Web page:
Geologists May Have Just Discovered A New Layer Of Earth's Mantle

Earth core structure illustrated with geological layers according to scale - isolated on black (Elements of this 3d image fur
Earth core structure illustrated with geological layers according to scale - isolated on black (Elements of this 3d image furnished by NASA - source maps from

Have geologists just discovered a new layer of Earth's interior?

A new study suggests that a previously unknown rocky layer may be lurking about 930 miles beneath our feet -- and evidence suggests that it's significantly stiffer than similar layers, which could help explain earthquakes and volcanic eruptions.

“The Earth has many layers, like an onion,” study co-author Dr. Lowell Miyagi, an assistant professor of geology and geophysics at the University of Utah, said in a written statement. “Most layers are defined by the minerals that are present. Essentially, we have discovered a new layer in the Earth. This layer isn’t defined by the minerals present, but by the strength of these minerals.”

The pressure is on. For the study, the researchers used a device known as a diamond anvil to simulate how the mineral ferropericlase reacts to high pressure. Ferropericlase is abundant in the Earth's mantle, the layer that's sandwiched between our planet's core and the thin crust on which we live.

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earth mantle
Miyagi holding a press that houses the diamond anvil, in which minerals can be squeezed at pressures akin to those deep within the Earth.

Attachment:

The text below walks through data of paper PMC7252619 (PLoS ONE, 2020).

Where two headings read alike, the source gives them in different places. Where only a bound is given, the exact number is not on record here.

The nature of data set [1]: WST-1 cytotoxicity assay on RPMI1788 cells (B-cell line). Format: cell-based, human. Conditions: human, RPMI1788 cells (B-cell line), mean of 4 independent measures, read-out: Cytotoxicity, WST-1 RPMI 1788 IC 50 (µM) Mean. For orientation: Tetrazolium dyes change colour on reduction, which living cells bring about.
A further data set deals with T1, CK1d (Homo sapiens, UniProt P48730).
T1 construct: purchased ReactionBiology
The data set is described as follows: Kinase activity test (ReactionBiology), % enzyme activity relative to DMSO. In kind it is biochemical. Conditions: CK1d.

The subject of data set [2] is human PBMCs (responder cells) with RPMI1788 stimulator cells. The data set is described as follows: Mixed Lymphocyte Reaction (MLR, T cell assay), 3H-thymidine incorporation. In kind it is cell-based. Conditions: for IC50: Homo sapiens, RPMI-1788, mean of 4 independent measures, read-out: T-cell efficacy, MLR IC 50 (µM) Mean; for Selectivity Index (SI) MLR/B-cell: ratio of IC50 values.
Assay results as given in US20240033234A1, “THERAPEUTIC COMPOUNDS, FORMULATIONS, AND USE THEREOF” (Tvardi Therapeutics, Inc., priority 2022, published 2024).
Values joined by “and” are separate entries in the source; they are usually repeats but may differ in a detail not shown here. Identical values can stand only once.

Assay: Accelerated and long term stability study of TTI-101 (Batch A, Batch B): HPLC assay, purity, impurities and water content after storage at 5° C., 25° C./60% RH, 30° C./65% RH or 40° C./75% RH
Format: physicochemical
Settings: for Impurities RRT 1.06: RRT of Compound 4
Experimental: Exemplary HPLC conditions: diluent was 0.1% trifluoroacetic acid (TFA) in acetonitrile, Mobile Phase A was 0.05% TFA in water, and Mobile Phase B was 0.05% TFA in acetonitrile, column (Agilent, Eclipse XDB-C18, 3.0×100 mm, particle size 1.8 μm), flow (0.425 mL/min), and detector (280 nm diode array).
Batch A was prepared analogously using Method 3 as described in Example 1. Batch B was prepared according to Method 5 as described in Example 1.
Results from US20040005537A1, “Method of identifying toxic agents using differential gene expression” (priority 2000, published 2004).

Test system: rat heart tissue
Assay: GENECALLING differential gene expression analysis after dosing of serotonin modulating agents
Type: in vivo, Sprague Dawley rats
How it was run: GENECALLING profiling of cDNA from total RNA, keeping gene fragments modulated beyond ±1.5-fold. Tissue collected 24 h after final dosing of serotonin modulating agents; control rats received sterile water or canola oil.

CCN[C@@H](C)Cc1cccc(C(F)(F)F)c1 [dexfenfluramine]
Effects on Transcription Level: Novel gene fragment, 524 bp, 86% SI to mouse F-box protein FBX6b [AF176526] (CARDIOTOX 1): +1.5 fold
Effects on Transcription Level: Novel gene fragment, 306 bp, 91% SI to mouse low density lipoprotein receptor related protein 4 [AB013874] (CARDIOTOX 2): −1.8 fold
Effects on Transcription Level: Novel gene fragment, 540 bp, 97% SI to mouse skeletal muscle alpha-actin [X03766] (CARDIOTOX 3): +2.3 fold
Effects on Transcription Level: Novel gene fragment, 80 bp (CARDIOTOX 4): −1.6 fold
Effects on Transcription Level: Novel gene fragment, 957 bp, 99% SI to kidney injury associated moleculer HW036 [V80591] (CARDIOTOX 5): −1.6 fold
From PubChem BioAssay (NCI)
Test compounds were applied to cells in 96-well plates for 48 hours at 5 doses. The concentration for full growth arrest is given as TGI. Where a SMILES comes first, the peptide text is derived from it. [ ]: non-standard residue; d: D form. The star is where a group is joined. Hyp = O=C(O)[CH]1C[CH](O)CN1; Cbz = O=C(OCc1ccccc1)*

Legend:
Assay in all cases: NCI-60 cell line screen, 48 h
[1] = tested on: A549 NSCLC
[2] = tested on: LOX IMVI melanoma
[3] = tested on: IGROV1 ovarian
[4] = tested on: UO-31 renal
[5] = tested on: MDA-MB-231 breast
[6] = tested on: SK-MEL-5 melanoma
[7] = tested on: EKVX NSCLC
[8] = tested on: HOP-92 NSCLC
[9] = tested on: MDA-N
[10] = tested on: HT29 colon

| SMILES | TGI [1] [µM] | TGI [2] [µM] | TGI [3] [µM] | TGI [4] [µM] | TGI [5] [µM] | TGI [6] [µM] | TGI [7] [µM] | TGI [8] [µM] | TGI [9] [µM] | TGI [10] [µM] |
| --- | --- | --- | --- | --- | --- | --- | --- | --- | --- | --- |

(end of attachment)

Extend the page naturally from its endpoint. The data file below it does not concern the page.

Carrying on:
What did the researchers find? The stiffness, or viscosity, of the mineral increased threefold by the time it was subjected to pressure equal to what's found in the lower mantle (930 miles below Earth's surface) compared to the pressure at the boundary of the upper and lower mantle (410 miles beneath the surface). When the researchers mixed ferropericlase with bridgmanite (another mineral found in the lower mantle), the simulation showed that its stiffness at 930 miles was 300 times greater than at 410 miles.

The viscosity increase came as a surprise, since it was previously thought that viscosity varied only slightly at different pressures and temperatures in the planet’s interior.

The earthquake connection. The new finding may help explain why many slabs of rock that move and shift beneath Earth's surface stall or temporarily get stuck at around 930 miles underground -- a phenomenon thought to cause earthquakes and volcanic eruptions, The Salt Lake Tribune reported.

“The result was exciting,” Miyagi said in the statement. “In fact, previous seismic images show that many slabs appear to ‘pool’ around 930 miles, including under Indonesia and South America’s Pacific coast. This observation has puzzled seismologists for quite some time, but in the last year, there is new consensus from seismologists that most slabs pool.”

earth mantle
An illustration of a slab of rock sinking through the upper mantle above, through the boundary between the upper and lower mantle at 410 miles depth, then stalling and pooling at a depth of 930 miles.

The finding also suggests that the Earth's interior is hotter than previously believed at that depth below the planet's surface. Miyagi said in the statement that he had calculated that the average temperature at the boundary of the upper and lower mantle is about 2,800 degrees Fahrenheit -- and a scorching 3,900 degrees F at the deeper, more viscous layer.

"If you decrease the ability of the rock in the mantle to mix, it’s also harder for heat to get out of the Earth, which could mean Earth’s interior is hotter than we think," he said.

The study was published online in the journal Nature Geoscience on March 23, 2015.

What else lurks below our feet in Earth's interior? Check out the "Talk Nerdy To Me" video below.



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